127 sn The identity of this king is problematic. If vv. 36-45 continue the description of Antiochus Epiphanes, the account must be viewed as erroneous, since the details do not match what is known of Antiochus’ latter days. Most modern scholars take this view, concluding that this section was written just shortly before the death of Antiochus and that the writer erred on several key points as he tried to predict what would follow the events of his own day. Conservative scholars, however, usually understand the reference to shift at this point to an eschatological figure, viz., the Antichrist. The chronological gap that this would presuppose to be in the narrative is not necessarily a problem, since by all accounts there are many chronological gaps throughout the chapter, as the historical figures intended by such expressions as “king of the north” and “king of the south” repeatedly shift.

128 tn The words “the time of” are added in the translation for clarification.

129 tn Heb “has been done.” The Hebrew verb used here is the perfect of certitude, emphasizing the certainty of fulfillment.

130 tn Heb “consider.”

131 tn Heb “[the one] desired by women.” The referent has been specified in the translation for clarity.

132 tn Heb “act against.”

133 tn Heb “with.”

134 tn Or perhaps “for a reward.”

135 tn Heb “engage in thrusting.”

136 tn The referent of the pronoun is most likely the king of the south, in which case the text describes the king of the north countering the attack of the king of the south.

137 tn Heb “many ships.”

138 tn This most likely refers to the king of the north who, in response to the aggression of the king of the south, launches an invasion of the southern regions.

139 tn Heb “and will overflow and pass over.”

140 sn The beautiful land is a cryptic reference to the land of Israel.

141 tn This can be understood as “many people” (cf. NRSV) or “many countries” (cf. NASB, NIV, NLT).

142 tn Heb “be delivered from his hand.”

143 tn Heb “hand.”

144 tn Or “Nubians” (NIV, NCV); Heb “Cushites.”

145 tn Heb “Libyans and Cushites [will be] at his footsteps.”

146 sn Presumably seas refers to the Mediterranean Sea and the Dead Sea.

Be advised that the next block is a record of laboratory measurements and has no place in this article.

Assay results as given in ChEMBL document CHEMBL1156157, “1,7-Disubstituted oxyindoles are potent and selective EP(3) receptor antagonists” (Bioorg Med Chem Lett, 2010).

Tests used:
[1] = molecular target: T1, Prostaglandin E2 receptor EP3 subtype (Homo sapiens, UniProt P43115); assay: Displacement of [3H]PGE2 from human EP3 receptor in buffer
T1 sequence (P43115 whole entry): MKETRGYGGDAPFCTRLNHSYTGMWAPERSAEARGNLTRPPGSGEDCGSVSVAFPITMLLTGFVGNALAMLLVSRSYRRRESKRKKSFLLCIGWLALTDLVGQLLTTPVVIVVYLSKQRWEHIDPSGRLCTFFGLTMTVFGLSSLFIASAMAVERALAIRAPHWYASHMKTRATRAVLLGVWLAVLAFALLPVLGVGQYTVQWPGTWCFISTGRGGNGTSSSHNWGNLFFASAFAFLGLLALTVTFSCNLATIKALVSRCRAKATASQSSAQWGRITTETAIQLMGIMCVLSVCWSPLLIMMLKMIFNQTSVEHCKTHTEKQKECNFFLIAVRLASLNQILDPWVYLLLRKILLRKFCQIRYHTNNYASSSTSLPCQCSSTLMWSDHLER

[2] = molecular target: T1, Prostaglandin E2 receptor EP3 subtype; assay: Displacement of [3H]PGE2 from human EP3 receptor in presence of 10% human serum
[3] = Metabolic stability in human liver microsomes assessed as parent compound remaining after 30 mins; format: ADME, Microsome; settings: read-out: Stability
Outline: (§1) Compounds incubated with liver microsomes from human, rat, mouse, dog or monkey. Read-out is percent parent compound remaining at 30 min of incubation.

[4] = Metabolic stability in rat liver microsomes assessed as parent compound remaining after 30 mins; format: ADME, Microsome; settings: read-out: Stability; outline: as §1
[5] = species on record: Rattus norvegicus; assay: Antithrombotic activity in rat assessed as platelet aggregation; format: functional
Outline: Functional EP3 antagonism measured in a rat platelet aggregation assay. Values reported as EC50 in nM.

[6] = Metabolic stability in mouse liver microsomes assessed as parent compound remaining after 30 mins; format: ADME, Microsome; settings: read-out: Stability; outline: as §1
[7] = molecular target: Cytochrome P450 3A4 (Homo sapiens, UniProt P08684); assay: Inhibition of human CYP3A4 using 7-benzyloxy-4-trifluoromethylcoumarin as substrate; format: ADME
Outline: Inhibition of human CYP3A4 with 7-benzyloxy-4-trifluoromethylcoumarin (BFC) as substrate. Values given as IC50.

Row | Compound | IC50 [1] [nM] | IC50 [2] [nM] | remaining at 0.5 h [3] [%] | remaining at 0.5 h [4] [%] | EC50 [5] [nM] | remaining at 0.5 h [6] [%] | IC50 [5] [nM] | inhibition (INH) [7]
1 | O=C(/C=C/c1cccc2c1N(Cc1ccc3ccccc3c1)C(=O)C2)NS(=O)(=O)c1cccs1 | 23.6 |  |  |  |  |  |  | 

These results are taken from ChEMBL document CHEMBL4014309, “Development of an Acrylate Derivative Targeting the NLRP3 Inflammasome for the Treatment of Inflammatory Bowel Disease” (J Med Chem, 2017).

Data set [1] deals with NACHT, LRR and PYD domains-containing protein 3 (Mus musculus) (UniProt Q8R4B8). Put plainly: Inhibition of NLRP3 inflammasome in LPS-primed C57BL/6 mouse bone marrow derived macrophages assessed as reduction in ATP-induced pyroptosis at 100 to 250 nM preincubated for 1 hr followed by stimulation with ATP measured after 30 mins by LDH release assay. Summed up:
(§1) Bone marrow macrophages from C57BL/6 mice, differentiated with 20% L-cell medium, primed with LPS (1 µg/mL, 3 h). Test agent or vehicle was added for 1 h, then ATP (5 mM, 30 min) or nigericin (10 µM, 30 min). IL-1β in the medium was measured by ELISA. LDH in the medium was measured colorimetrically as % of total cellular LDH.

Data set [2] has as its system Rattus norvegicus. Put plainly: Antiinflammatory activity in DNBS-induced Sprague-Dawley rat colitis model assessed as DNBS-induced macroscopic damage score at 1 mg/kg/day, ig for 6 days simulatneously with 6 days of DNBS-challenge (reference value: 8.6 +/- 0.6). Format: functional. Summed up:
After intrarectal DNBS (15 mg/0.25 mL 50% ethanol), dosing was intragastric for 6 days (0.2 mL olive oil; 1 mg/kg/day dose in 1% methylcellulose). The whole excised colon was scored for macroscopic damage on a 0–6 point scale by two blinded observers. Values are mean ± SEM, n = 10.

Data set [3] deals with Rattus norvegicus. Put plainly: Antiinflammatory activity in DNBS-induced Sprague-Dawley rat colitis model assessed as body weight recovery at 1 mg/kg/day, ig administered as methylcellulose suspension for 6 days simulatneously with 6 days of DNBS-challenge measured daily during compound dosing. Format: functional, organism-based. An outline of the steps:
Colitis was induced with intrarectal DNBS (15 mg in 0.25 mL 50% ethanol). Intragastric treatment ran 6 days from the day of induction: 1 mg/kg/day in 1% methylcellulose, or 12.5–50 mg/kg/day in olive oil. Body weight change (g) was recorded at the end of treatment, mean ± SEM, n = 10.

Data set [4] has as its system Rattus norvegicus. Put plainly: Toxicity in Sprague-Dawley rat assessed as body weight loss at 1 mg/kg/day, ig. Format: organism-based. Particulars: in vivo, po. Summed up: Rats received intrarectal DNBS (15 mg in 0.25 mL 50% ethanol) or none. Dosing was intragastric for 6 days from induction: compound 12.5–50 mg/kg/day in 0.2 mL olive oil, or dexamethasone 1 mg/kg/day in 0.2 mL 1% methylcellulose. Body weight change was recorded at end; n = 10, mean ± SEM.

147 tn Heb “stands over the sons of your people.”

148 tn Heb “will stand up.”

149 tn Or “from the beginning of a nation.”

150 tn The words “whose names are” are added in the translation for stylistic reasons and for clarification.

151 sn This verse is the only undisputed reference to a literal resurrection found in the Hebrew Bible.

152 tn Or “will run back and forth”; KJV “shall run to and fro”; NIV “will go here and there”; CEV “will go everywhere.”

sn Many will dash about is probably an allusion to Amos 8:12.

153 tn Heb “one to this edge of the river and one to that edge of the river.”

154 tn Or “to the heavens.” The Hebrew term שָׁמַיִם (shamayim) may be translated “heavens” or “sky” depending on the context.

155 tc The present translation reads יַד־נֹפֵץ (yad-nofets, “hand of one who shatters”) rather than the MT נַפֵּץ־יַד (nappets-yad, “to shatter the hand”).

156 tn Heb “my lord,” a title of polite address.

157 tn Heb “to give.”

158 tn The words “your way” are not in the Hebrew text, but are implied.

159 tc The LXX lacks “until the end.”

160 tn The word “receive” is added in the translation for clarification.

161 sn The deuterocanonical writings known as the Story of Susanna and Bel and the Dragon appear respectively as chapters 13 and 14 of the book of Daniel in the Greek version of this book. Although these writings are not part of the Hebrew/Aramaic text of Daniel, they were popular among certain early communities who valued traditions about the life of Daniel.